This volume introduces what has sometimes been called "the third component of western culture." It traces the historical development of those religious traditions which have rejected a world view based on the primacy of pure rationality or doctrinal faith, emphasizing instead the importance of inner enlightenment or gnosis: a revelatory experience which was typically believed to entail an encounter with one's true self as well as with the ground of being, God.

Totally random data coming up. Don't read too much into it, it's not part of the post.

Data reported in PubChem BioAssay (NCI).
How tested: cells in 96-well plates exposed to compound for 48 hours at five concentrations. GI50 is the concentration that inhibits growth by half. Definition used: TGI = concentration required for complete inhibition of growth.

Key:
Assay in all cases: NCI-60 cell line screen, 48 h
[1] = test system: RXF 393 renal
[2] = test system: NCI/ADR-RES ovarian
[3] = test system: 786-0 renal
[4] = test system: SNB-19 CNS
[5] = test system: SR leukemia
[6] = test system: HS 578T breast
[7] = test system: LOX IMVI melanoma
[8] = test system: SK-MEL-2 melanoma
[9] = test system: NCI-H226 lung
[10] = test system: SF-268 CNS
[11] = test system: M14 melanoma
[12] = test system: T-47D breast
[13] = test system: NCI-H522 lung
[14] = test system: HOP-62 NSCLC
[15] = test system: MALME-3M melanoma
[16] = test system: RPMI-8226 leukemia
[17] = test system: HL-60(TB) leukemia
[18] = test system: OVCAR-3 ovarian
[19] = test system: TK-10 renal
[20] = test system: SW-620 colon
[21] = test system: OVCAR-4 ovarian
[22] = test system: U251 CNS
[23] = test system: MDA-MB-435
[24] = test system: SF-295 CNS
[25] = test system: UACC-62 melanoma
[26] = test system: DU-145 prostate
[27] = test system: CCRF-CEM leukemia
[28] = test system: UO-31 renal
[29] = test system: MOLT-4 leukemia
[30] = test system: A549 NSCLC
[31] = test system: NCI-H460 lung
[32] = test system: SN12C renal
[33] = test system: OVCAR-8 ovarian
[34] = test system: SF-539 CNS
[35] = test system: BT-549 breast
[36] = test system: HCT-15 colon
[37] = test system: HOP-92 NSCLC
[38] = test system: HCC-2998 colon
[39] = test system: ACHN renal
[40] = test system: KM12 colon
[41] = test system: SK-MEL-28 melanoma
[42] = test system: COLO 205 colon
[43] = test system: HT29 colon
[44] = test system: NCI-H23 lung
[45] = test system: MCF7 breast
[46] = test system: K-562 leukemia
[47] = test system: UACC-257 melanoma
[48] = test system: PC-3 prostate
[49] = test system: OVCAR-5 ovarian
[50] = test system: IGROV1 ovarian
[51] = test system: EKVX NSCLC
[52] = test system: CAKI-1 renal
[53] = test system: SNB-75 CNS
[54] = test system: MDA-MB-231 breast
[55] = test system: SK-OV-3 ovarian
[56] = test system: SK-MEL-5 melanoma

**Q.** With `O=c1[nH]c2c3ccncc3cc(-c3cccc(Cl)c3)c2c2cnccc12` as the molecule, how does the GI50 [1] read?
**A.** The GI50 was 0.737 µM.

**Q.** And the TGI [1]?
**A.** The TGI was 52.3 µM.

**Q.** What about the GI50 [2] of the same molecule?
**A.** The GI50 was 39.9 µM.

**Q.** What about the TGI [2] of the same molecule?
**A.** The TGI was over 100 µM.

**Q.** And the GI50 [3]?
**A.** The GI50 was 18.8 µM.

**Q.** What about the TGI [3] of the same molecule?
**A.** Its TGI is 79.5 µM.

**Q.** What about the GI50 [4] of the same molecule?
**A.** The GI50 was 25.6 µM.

The contributors to this book demonstrate this perspective as fundamental to a variety of interconnected traditions. In Antiquity, one finds the gnostics and hermetics; in the Middle Ages several Christian sects. The medieval Cathars can, to a certain extent, be considered part of the same tradition. Starting with the Italian humanist Renaissance, hermetic philosophy became of central importance to a new religious synthesis that can be referred to as Western Esotericism." The development of this tradition is described from Renaissance hermeticists and practitioners of spiritual alchemy to the emergence of Rosicrucianism and Christian theosophy in the seventeenth century, and from post-enlightenment aspects of Romanticism and occultism to the present-day New Age movement.